We have learned that individual activists or organizations plan to be at World Dairy Expo next week. Please be aware that they may be using unique tactics instead of protesting or direct attacks; it may come in the form of friendly personal interviews on camera or recording devices.
Read more on handling activists at fairs and events:
- If you see an activist’s post or video about agriculture or the event, do not comment on it, share it, or engage with it in anyway. Social media sites like Facebook use an algorithm to decide what to show to people; it is heavily based on how much “attention” (comments, likes, shares, views) a post is getting, and it doesn’t distinguish between people who agree or disagree with the post. Interacting with activist’s posts drives traffic to the post and gives it more attention.
- It is extremely unlikely that you will change the mind of a committed activist. Don’t make changing their mind your goal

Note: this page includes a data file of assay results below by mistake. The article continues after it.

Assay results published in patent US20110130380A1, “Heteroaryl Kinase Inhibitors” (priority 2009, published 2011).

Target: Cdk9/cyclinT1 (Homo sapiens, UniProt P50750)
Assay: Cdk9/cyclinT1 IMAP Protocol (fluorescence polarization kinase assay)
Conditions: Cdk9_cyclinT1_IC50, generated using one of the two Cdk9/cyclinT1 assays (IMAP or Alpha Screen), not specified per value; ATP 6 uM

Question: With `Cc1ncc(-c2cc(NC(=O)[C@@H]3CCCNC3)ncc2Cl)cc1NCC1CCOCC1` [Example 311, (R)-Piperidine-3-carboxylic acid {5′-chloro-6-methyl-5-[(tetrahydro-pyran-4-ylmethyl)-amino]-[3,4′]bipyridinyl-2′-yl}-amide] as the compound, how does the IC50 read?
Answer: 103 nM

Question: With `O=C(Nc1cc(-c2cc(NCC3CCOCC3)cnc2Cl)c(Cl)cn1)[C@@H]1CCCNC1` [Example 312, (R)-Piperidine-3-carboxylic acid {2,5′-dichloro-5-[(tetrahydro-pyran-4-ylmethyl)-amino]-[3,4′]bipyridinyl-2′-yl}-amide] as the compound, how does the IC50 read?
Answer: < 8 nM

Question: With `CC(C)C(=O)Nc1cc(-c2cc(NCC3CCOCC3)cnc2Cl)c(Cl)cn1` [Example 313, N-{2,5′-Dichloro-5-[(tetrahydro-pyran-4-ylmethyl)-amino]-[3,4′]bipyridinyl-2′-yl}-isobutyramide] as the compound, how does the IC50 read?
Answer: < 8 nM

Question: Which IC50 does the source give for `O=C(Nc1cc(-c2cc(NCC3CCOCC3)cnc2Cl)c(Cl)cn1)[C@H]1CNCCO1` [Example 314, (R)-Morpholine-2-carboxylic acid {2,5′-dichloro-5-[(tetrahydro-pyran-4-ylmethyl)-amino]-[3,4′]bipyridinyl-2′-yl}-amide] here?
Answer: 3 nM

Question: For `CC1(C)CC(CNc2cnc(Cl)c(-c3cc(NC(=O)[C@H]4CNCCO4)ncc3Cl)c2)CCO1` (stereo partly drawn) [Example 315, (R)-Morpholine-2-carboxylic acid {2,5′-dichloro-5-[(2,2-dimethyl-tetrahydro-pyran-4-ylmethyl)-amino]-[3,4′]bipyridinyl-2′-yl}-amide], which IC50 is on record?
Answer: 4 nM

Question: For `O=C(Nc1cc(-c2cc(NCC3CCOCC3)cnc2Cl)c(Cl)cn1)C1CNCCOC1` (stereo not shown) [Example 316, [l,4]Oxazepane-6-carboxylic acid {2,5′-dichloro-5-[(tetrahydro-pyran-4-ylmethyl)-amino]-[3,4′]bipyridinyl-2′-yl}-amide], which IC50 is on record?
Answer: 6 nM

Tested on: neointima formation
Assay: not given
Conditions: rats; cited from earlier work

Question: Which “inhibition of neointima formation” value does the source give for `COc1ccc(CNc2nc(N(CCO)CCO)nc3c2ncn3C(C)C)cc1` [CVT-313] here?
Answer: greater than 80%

- A good rule of thumb is to assume anytime you are in public, you could be on video. Act as if that’s the case.
- If you think you are being filmed, ask the person politely and calmly, “Are you videotaping our event?” Remember, the majority of people are filming or taking pictures for positive reasons—don’t become defensive.
- If someone is filming you for a negative reason, state your position politely and clearly. Do not argue or become combative. Getting you to react negatively and emotionally on video is an activist’s goal. They want you to yell at them, get upset, say something defensive or rude. Don’t give them the satisfaction.
- If you see a post on social media expressing a genuine question about animal agriculture, please serve as a resource to that person. Do so politely, without name calling or belittling.
- Do not use polarizing language that will alienate a portion of your audience. Avoid references to political affiliations, personal appearance, “city people,” intelligence, or similar personal attacks.
Please contact Beth Meyer (firstname.lastname@example.org or 315.491.3892) for further assistance.